Of the several criticisms of a libertarian society, environmental concerns may seem to be of the most difficult to navigate, both consistently and logically. The scenario in question generally takes the form of: Company X has some amount of toxic waste that is created during their production process. In order to avoid costly methods of safe disposal, the company simply dumps the waste in a nearby river. In today’s society, there are EPA regulations and laws guarding against this, and a case, theoretically, will be made against Company X. But what about in a libertarian society?
It is important to first define what a libertarian society is. For the purpose of this, a libertarian society will be defined as a society where all property is private and no visible government exists. Ireland had a model very similar to this before the English conquest, as they had a free market court system. The model of free market arbitration is also explained in Robert P Murphy’s Chaos Theory.
In the example, Company X dumps the waste into the river. The way in which this situation would be handled follows as such:
Assuming all property is private, it would be economically unsound and unlikely for Company X to buy miles of river properties. It is easy to assume that at least one other person would own property along that river. Therefore, any waste dumped in the river will eventually flow through and affect someone else’s property. Examples of the effects could include but are not limited to: killing of fish, poisoning of drinking water, killing off nearby vegetation, etc. This makes damages, and the resulting case, easy to see and resolve.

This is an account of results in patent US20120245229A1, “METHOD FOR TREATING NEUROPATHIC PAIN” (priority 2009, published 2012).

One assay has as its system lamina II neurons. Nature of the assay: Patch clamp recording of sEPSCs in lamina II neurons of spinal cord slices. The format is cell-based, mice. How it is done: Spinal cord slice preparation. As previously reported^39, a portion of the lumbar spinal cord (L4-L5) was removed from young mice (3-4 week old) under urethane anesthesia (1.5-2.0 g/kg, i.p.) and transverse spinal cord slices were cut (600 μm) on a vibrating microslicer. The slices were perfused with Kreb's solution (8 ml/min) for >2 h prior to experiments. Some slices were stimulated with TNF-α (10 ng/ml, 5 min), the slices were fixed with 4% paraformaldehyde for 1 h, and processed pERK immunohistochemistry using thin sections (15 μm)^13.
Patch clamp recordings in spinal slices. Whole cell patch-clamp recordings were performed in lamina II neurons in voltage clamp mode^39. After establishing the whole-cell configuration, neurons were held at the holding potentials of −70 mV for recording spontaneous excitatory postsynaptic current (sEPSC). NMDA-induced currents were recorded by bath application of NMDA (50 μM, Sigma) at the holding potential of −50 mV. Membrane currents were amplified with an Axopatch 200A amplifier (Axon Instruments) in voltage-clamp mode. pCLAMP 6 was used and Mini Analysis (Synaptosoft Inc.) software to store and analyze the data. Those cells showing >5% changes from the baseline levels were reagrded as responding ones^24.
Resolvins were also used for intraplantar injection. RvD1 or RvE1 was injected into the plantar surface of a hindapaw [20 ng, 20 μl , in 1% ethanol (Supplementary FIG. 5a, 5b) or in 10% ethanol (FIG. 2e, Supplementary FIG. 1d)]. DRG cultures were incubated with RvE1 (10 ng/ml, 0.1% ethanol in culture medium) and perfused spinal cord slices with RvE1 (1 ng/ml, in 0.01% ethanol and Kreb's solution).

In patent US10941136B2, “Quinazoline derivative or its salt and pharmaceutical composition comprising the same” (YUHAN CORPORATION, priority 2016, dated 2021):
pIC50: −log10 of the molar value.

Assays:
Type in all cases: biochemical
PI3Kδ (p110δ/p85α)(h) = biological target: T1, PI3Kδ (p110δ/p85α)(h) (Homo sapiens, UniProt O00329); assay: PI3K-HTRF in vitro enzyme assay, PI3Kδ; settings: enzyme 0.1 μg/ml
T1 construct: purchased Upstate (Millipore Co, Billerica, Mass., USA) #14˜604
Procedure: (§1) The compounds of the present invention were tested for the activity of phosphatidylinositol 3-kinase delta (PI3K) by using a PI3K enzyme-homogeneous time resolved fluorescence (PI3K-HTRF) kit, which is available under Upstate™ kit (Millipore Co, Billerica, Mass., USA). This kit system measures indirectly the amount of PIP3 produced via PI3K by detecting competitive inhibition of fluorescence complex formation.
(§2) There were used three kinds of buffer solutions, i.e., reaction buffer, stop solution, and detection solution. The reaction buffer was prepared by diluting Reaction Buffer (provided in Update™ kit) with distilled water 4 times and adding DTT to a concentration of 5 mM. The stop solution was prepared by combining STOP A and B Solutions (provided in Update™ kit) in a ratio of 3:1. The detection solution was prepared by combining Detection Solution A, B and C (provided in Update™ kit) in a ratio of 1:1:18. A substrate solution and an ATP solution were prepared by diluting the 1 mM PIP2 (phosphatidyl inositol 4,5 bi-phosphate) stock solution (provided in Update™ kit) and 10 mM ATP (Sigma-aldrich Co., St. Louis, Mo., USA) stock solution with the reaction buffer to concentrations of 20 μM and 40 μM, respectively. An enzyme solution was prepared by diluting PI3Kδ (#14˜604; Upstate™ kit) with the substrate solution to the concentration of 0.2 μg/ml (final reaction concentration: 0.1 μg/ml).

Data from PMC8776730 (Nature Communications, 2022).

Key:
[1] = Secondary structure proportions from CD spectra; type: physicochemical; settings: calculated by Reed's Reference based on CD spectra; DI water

Since the case is entirely held between the two parties, Company X and the other property owner, the case is much more likely to be brought to court. With this knowledge, pollution becomes less economical than it does in today’s system, where government consistently ignores environmental damage or is the chief actor in causing the damage. When the ownership of these rivers are socialized, the property suffers a fate known as the tragedy of the commons.
Furthermore, it’s likely that contracts will be written in order to guard against environmental damages. Consider a case, for example, where Company X is buying land to build a new factory. It is then possible that the person selling the land also owns the surrounding land. It would then be in the seller’s best interest to make a contractual agreement with Company X, barring them from causing damages to the land. It is also possible that existing contracts between land owners in the area may bar certain activities from taking place on the land in the first place.
This case only works, logically, where property rights are absolute. Therefore, a Georgist view on property is inadequate to answer this question. The paraphrased Georgist view is that the owning of land is impossible and then the natural conclusion is that people are to pay a single tax on land ownership. Therefore, if the logic holds, any damage to the land itself is not truthfully a damage against the person. This would make it virtually impossible to make a logical and consistent case in a Georgist court system.
This is a model for how environmental cases would be handled in a libertarian society. The benefit of viewing the issue as property damage is that it becomes applicable to a much wider range of issues, such as groundwater contamination and run off of herbicides. These are areas where the government is heavily faltering. Once the idea that government is the only unit of arbitration is removed, we will quickly see innovation and accountability in this field.